Generic Paxil Suicide Lawsuit

Citizens Commission on Human Rights Award Recipient (Twice)
Humanist, humorist

Thursday, January 10, 2013

New Zealand Drug Watchdog Issues Warnings For Most Antidepressants Regarding Birth Defects

Zyban, just one of many SSRi type medications associated with birth defects

New Zealand's drug watchdog, Medsafe, who are the equivalent of the FDA and MHRA, have just issued warnings to healthcare professionals across New Zealand regarding the use of antidepressant type medications during pregnancy.

The warnings come on the back of a recent epidemiological study that shows a possible increased risk of congenital cardiovascular malformations after exposure to bupropion (Zyban) in the first trimester of pregnancy.

Here's where it may get confusing for healthcare professionals and patients.

Zyban is used as a smoking cessation medication that apparently helps people quit smoking.

Zyban is also known as Wellbutrin, an antidepressant.

Medsafe is reporting that the datasheet is currently being updated with information regarding the use during pregnancy.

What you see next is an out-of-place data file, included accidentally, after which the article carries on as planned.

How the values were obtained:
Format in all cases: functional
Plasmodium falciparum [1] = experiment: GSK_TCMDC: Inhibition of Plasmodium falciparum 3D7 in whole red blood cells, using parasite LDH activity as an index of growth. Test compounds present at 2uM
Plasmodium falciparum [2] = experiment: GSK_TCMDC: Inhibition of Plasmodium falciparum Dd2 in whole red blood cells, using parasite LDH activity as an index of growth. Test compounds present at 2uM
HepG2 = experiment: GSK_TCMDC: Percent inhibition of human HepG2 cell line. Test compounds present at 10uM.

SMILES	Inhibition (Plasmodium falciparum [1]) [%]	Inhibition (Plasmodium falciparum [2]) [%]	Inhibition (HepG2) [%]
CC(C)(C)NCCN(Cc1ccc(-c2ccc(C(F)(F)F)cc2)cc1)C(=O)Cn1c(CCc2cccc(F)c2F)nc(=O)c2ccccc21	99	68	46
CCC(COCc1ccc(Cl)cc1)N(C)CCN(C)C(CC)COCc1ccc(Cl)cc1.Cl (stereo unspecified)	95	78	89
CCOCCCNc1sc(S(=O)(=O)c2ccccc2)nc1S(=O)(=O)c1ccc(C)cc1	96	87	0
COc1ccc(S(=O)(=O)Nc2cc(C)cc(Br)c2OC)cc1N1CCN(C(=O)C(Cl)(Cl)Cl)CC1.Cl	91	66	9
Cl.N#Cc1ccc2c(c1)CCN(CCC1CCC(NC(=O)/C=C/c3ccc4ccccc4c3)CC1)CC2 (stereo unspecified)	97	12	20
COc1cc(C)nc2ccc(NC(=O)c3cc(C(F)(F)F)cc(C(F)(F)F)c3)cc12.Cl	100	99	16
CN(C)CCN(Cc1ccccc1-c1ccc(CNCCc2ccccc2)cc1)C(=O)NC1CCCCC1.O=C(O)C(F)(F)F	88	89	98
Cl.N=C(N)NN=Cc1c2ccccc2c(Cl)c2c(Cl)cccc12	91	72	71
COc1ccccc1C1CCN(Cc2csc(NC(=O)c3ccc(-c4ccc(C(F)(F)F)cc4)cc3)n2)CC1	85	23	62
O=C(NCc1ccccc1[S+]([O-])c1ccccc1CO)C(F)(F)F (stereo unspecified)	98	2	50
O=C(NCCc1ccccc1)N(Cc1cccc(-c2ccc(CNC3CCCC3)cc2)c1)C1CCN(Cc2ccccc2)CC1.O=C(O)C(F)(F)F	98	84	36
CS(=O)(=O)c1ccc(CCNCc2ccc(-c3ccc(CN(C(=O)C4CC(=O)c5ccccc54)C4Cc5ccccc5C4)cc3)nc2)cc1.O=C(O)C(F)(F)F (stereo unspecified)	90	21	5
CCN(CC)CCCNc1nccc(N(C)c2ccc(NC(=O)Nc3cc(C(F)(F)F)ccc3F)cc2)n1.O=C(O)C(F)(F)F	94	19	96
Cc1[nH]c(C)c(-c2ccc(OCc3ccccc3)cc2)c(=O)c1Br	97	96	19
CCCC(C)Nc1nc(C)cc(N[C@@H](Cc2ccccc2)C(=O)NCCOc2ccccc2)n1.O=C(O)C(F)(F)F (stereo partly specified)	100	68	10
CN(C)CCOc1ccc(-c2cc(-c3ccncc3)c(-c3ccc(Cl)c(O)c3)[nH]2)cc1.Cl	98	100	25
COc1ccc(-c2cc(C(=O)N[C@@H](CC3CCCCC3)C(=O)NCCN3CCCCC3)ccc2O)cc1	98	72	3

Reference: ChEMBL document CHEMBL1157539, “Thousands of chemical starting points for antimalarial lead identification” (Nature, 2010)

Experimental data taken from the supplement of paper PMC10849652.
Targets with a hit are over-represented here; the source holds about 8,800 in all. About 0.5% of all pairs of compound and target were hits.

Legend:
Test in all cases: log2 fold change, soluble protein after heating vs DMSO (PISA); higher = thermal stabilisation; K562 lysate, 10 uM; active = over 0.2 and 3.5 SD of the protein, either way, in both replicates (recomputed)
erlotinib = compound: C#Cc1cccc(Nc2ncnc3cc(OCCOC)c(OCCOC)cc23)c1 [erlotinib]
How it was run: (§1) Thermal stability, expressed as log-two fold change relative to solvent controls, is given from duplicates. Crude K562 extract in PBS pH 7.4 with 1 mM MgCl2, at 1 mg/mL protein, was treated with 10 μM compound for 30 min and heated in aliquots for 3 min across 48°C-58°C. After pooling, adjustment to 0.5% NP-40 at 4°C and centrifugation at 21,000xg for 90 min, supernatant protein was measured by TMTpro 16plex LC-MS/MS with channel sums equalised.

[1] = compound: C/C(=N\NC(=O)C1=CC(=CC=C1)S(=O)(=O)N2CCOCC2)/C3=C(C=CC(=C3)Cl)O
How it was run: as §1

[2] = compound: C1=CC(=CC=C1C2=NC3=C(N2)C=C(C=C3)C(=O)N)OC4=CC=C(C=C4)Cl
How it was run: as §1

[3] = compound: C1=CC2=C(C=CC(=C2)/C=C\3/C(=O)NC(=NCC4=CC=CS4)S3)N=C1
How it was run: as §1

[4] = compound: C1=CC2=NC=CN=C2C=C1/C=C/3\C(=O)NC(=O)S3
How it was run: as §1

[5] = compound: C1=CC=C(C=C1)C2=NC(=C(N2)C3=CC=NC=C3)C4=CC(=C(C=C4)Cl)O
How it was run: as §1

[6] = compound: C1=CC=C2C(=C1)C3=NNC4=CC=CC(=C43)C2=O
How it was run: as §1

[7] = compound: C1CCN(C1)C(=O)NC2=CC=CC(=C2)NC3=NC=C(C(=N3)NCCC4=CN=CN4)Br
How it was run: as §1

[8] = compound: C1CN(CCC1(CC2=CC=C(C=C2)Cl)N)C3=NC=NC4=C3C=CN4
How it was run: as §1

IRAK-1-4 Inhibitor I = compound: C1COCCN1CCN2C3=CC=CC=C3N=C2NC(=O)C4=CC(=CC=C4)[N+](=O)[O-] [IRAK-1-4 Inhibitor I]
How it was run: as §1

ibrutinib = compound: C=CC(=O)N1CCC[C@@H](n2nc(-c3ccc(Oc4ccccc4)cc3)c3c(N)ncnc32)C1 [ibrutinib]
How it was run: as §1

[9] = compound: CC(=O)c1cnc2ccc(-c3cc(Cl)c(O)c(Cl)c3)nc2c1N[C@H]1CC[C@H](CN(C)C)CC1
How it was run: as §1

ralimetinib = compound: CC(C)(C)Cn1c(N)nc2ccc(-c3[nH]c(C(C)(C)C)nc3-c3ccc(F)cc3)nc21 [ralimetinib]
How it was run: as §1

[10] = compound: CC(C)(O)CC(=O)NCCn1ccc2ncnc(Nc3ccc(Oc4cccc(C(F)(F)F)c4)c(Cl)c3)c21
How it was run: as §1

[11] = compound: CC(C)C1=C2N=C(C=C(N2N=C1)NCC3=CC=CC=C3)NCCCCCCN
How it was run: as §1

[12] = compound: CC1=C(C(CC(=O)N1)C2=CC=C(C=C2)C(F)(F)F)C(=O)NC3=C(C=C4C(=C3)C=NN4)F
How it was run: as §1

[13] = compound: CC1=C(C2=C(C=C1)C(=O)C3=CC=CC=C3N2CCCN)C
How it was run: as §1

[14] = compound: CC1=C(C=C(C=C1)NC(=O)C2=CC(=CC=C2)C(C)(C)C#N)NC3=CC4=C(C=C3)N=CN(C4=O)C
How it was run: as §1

Meantime, Medsafe and  the Medicines Adverse Reactions Committee (MARC) have just completed a review of the risk of QT prolongation and/or Torsades de pointes (TdP) associated with antidepressants used in New Zealand.

The findings?

QT prolongation/TdP is a risk of treatment with most of the antidepressants, including tricyclic antidepressants, approved for use in New Zealand.

Minutes of the MARC meeting can be viewed here.

I suppose the next question should be if any of these drugs should be classed as teratogenic, the definition of which is, "of or relating to substances or agents that can interfere with normal embryonic development."

If, as Medsafe and MARC suggest, these medications can cause the above abnomalities in newborn babies then surely a warning label citing their teratogenicity dangers should be put in place. At the very least it would give expectant mothers fully informed consent.

There's a few chapters in my book that highlights the spat I had with the British drug regulator who still refuse to admit that Glaxo's paroxetine [Paxil/Seroxat/Aropax] is a teratogen.

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